This week the planets aligned and two net/nets -- companies trading below net current asset value -- reported profitable quarters after the market closed on Wednesday. That may seem like a minor event, but not to a deep-value investor operating in an environment where the population of net/nets is so small.
VOXX International Corp. (VOXX) reported rather odd third-quarter results. While revenue fell 17% versus the like quarter last year, gross margins improved significantly and the company earned $12.2 million, or 50 cents a share. Because no analysts cover the company, there is no consensus for comparison.
VOXX ended the quarter with $48.8 million, or $2 per share, in cash and $17 million in debt. It trades at just 0.65x net current asset value and at 0.45x tangible book value. Shares rose 6% on Thursday on the earnings news and are up 19% year to date, but were down 29% in 2018. Welcome to the wonderful world of net/nets -- small, confusing names that are relatively unknown to investors and lack analyst coverage.
Meanwhile, Richardson Electronics Ltd. (RELL) enjoyed its fourth consecutive profitable quarter, but results that were below "consensus" -- just one analyst covers the name -- pushed its shares nearly 9.5% lower on Thursday. Revenue of $41.3 million missed the $44.8 million consensus but was nearly 6% higher than the year-earlier quarter. Earnings of three cents a share were below the five-cent estimate. Still, a profitable quarter is a profitable quarter.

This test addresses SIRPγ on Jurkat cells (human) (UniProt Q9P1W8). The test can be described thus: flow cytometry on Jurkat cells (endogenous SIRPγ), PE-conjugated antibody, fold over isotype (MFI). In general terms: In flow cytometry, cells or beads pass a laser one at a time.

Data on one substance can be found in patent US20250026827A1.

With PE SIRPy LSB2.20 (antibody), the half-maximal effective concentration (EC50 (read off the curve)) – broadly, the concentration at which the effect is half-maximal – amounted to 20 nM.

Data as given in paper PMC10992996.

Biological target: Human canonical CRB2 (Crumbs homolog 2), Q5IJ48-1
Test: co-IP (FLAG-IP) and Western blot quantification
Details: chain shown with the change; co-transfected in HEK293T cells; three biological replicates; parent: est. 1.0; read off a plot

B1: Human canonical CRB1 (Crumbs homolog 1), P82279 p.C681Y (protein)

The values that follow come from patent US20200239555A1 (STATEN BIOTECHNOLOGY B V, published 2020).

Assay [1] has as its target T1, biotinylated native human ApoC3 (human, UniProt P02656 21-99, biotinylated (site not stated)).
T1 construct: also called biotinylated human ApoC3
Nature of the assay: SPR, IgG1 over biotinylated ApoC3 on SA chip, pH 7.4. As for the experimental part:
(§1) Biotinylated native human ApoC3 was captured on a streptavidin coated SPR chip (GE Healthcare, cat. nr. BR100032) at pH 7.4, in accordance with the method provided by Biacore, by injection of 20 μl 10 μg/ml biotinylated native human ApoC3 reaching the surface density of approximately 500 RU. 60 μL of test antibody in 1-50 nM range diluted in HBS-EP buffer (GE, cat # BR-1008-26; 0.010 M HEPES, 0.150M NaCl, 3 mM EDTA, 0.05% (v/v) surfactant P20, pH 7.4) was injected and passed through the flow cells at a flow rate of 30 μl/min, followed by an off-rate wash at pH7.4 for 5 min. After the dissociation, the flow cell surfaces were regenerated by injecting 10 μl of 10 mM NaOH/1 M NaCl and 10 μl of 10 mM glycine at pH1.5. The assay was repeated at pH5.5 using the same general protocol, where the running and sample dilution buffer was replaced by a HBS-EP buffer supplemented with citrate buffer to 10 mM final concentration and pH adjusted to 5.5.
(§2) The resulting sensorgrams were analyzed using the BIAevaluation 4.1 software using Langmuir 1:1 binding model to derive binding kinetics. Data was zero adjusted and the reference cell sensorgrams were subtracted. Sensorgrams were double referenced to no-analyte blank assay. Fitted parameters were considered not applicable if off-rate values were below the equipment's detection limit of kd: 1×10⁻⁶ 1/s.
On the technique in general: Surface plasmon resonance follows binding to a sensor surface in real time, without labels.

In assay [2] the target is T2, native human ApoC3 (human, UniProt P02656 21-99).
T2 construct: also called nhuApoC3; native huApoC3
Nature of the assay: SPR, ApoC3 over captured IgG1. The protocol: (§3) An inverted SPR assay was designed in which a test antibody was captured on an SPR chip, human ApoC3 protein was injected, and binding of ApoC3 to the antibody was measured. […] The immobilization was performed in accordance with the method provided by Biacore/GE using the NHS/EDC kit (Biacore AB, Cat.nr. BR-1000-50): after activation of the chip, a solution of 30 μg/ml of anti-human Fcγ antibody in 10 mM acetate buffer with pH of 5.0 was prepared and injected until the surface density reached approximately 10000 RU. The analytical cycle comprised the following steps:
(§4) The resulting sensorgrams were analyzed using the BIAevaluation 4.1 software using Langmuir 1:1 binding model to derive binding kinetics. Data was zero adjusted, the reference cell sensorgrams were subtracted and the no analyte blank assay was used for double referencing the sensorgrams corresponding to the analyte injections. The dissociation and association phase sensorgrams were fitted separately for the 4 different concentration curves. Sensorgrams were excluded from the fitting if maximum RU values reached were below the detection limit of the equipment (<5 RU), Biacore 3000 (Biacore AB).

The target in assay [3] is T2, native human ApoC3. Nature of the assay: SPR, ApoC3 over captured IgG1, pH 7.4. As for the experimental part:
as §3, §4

Richardson Electronics' balance sheet remains very strong, as the company ended the quarter with $53 million, or more than $4 per share, in cash and investments. RELL currently trades at 0.87x net current asset value and 0.78x tangible book value. The company continues to pay a six-cent quarterly dividend and yields 3.2%. Richardson Electronics is now down nearly 13% year to date, but enjoyed a solid 2018 and was up more than 32%.
Richardson Electronics appears to be heading in the right direction in terms of revenue. However, I would like to see the company consider buying back some shares. With 55% of its market cap in cash, the company has relatively ample resources and a buyback not only would display management's confidence in the business but also might draw more investor interest.